SEATTLE—A multi-year translational research collaboration was announced today between NanoString Technologies Inc. and the Cancer Immunotherapy Trials Network (CITN) for the discovery of biomarkers that can predict clinical outcomes for cancer immunotherapies, both used singly and in combination. The partners will leverage NanoString's nCounter Analysis System and PanCancer Immune Profiling technology in several prospective CITN clinical trials.
The CITN's mission is to select, design and conduct early-phase trials of agents with known and proven biologic function and to provide high-quality immunogenicity and biomarker data essential to inform subsequent development pathways leading to the broad availability of these agents for treating patients with cancer. The group hopes to head the design and conduct of trials that lead to regulatory approval of promising candidates and advance the knowledge of antitumor immunity and its applications in immunotherapy.
"Our collaboration with NanoString focuses on a critical challenge in fully realizing the promise of cancer immunotherapy—finding biomarkers that will identify the patients most likely to benefit from treatment," Dr. Martin "Mac" Cheever, director of the CITN and researcher at Fred Hutchinson Cancer Research Center, said in a press release. "We expect this to become an even greater challenge as we explore potential combinations of these agents. Powerful tools for genomic and proteomic analysis are expected to play an important role in solving these puzzles."
Per the terms of the collaboration, the partners will use NanoString's immuno-oncology panels to analyze blood and tissue biopsies at multiple time-points during immunotherapy clinical trials. The collaboration will cover translational research initially, using the PanCancer Immune Profiling Panel, which probes the expression of 770 genes, including genes for the identification of different immune cell types, cancer antigens, checkpoint blockades and both innate adaptive and humoral immune responses. NanoString and CITN may expand the deal in the future to include NanoString's RNA:Protein technology, which makes it possible to simultaneously profile both gene and protein expression, including 30 proteins of import in immuno-oncology research, such as PD-1, PD-L1 and CTLA4.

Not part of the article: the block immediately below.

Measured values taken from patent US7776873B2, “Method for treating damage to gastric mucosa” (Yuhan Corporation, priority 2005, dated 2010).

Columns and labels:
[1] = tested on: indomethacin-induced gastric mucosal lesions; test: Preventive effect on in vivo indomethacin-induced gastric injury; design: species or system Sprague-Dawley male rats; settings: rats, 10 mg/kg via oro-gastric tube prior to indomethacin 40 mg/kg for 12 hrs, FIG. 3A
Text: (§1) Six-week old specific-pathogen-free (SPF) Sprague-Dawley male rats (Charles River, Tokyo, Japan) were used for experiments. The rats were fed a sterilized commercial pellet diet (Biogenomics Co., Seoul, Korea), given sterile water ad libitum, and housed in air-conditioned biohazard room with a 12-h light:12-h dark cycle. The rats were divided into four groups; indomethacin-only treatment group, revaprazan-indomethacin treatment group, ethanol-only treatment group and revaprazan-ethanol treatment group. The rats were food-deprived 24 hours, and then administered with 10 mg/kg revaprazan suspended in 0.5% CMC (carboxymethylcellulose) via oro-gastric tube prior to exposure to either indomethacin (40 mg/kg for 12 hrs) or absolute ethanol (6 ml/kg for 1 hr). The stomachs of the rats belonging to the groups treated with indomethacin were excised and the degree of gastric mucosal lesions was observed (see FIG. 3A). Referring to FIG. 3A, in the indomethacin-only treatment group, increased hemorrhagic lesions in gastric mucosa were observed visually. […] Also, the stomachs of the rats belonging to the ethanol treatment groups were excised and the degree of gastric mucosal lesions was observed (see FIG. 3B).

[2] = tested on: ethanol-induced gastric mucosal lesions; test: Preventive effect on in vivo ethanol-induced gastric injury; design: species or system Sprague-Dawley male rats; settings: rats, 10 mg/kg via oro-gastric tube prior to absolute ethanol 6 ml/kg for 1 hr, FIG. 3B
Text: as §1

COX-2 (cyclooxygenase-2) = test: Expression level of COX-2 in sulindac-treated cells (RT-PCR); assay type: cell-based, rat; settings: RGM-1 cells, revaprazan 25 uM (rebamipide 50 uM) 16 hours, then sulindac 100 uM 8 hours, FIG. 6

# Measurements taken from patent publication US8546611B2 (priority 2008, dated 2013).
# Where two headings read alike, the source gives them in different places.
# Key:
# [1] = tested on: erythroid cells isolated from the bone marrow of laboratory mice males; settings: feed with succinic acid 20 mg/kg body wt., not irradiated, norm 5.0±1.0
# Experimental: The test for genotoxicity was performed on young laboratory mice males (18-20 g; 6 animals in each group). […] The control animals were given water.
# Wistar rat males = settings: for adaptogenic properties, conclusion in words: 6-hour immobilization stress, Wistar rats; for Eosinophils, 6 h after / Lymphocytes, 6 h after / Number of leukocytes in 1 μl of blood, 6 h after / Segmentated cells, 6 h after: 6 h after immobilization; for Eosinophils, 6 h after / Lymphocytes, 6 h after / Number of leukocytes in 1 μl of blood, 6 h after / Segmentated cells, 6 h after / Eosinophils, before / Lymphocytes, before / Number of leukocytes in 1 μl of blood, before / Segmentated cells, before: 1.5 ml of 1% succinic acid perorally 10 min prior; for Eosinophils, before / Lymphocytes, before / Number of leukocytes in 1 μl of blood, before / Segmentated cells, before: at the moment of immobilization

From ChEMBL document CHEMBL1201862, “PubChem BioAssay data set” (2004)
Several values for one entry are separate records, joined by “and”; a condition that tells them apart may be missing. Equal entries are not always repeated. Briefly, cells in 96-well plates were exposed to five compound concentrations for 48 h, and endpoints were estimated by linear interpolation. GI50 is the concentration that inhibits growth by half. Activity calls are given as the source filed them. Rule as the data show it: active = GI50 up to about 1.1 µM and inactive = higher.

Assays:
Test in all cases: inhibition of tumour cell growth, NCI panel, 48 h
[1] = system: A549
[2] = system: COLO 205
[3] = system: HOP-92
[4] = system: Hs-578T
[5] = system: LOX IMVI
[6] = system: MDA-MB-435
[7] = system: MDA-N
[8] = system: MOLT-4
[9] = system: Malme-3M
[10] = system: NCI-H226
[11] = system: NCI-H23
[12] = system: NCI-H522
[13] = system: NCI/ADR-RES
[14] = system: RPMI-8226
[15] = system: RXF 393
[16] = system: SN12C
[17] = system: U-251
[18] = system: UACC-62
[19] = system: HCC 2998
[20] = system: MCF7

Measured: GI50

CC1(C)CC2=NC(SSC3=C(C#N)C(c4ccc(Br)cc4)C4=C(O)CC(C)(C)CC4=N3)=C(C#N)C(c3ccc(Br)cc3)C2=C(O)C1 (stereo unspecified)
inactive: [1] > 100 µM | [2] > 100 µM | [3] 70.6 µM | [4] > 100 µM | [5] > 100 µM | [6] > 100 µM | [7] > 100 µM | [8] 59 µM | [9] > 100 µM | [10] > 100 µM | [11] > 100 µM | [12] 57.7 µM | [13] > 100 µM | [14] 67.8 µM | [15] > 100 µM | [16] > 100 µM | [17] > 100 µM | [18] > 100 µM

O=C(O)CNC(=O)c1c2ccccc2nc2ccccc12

CITN and NanoString will initially focus on malignant melanoma and epithelial ovarian, Fallopian tube and primary peritoneal carcinomas treated with novel cancer immunotherapies, though additional trials and indications may be added as the collaboration progresses. The agreement grants NanoString rights to research and diagnostic content developed under the collaboration.
"NanoString's nCounter technology is ideally suited to answering complex biological questions like those facing researchers in the field of immuno-oncology," Dr. Joseph Beechem, senior vice president of Research and Development at NanoString Technologies, noted in a statement about the deal. "Our ability to simultaneously measure the expression of up to 800 genes and proteins associated with the immune system's response to cancer provides a wealth of information, while preserving precious tumor samples to facilitate many additional experiments."
In other recent news for NanoString, the company began April by announcing a multi-year collaboration with the University of Texas MD Anderson Cancer Center to accelerate the development and adoption of a new type of assay based on NanoString's nCounter Analysis System. The organizations will collaborate to develop “multi-omic” assays that simultaneously profile gene and protein expression, with a focus on identifying biomarkers for immuno-oncology and extending programs for targeting therapeutics.
SOURCE: NanoString press release